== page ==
Henry had the HRB translated into Welsh and then had the Chronicle attached as if Caradoc had obeyed Geoffrey’s wish. All the Welsh manuscripts have ‘Geoffrey’ as bishop of Llandaff, so it is not out of character for Henry to confuse us further. It seems apt that the Peniarth Brut gives the date of ‘Geoffrey’s’ death as 1154 as he had signed the Treaty of Winchester just before Christmas in 1153 as the Bishop of Asaph along with another signatory… his puppeteer Henry Blois, the Bishop of Winchester.

It really makes no difference if ‘Geoffrey’ supposedly died in 1155, but what this shows is that it was time to kill off Geoffrey of Monmouth soon after his new appellation was envisaged and evidence of his having actually lived could be verified by his scribble on the charters. So, at the very same time his new title of Geoffrey of Monmouth was being added to Vulgate HRB, along with the other dedicatees, Henry consigns ‘Geoffrey’ to death and lets Robert of Torigni know of  Geoffrey’s elevation to the Bishop of Asaph when he lands at Mont St Michel.544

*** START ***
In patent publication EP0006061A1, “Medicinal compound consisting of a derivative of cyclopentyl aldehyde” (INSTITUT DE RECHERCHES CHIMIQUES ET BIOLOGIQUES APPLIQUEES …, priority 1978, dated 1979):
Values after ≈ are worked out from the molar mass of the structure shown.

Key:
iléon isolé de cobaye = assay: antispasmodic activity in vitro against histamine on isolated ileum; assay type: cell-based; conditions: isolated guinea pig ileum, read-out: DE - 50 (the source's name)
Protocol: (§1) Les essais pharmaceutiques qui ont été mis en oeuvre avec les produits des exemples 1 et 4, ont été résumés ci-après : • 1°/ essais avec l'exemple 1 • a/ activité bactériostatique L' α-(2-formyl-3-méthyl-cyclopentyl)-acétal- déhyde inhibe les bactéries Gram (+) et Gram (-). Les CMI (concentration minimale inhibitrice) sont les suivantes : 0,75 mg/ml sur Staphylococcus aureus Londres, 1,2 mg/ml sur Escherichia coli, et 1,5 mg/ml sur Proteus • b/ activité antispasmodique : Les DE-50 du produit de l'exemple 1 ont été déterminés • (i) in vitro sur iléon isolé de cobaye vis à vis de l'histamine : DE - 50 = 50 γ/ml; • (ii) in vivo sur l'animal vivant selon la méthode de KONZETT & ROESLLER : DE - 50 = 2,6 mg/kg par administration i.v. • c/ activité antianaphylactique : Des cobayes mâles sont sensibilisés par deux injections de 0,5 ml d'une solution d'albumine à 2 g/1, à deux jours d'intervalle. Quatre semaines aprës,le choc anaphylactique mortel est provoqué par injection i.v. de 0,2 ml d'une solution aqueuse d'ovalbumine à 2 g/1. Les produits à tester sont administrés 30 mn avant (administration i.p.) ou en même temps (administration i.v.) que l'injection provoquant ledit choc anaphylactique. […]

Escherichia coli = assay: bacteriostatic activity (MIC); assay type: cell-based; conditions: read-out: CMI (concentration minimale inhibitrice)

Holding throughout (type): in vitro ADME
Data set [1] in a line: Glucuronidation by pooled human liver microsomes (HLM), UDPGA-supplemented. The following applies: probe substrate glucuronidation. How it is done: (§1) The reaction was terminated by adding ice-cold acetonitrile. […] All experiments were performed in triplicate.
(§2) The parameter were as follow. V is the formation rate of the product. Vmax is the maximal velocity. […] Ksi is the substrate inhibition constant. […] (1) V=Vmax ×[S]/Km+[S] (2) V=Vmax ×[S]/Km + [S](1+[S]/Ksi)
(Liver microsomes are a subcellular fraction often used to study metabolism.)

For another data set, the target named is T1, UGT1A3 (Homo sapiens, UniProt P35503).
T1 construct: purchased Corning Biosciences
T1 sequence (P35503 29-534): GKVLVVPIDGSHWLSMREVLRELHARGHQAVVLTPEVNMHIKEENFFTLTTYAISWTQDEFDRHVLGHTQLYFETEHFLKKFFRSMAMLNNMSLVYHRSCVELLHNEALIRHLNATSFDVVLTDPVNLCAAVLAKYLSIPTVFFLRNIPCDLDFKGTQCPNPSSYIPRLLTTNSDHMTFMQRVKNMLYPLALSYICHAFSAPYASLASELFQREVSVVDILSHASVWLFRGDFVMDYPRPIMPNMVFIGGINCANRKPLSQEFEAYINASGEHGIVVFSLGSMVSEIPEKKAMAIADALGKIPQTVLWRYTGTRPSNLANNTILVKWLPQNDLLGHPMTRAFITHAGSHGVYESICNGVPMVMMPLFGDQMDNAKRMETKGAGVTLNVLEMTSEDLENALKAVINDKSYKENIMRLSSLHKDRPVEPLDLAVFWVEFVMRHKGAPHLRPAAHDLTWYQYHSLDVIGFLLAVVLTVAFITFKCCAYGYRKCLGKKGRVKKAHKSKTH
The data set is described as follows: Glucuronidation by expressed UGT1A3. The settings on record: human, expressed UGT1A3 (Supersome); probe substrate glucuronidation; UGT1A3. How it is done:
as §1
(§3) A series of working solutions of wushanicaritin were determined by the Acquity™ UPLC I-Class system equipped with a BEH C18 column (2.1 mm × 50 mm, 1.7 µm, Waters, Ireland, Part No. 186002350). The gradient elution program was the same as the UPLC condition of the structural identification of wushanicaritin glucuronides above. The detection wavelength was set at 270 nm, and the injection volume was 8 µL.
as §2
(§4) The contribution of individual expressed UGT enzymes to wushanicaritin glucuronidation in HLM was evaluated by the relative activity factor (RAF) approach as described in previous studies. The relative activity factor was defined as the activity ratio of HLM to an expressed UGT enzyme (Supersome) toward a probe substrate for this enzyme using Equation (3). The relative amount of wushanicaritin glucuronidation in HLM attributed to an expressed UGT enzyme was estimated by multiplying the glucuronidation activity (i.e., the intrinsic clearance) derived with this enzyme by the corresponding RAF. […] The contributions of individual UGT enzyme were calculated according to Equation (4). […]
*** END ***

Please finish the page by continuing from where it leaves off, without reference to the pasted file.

544Robert of Torigni’s quote under the year 1152 in the Bern MS is that: ‘Geoffrey Arthur, who had translated the History of the Kings of the Britons out of the British into Latin, is made Bishop of St. Asaph in North Wales’. Does it not seem odd that Walter does the same thing and then back into Welsh?

,Galfridus Arthur, the charter signer who became bishop in waiting and then a signatory on the treaty of Winchester, alas had died before he received his title of provenance from Monmouth; and he had died at the very period his work was finally published in the Vulgate form when the seditious prophecies were also published.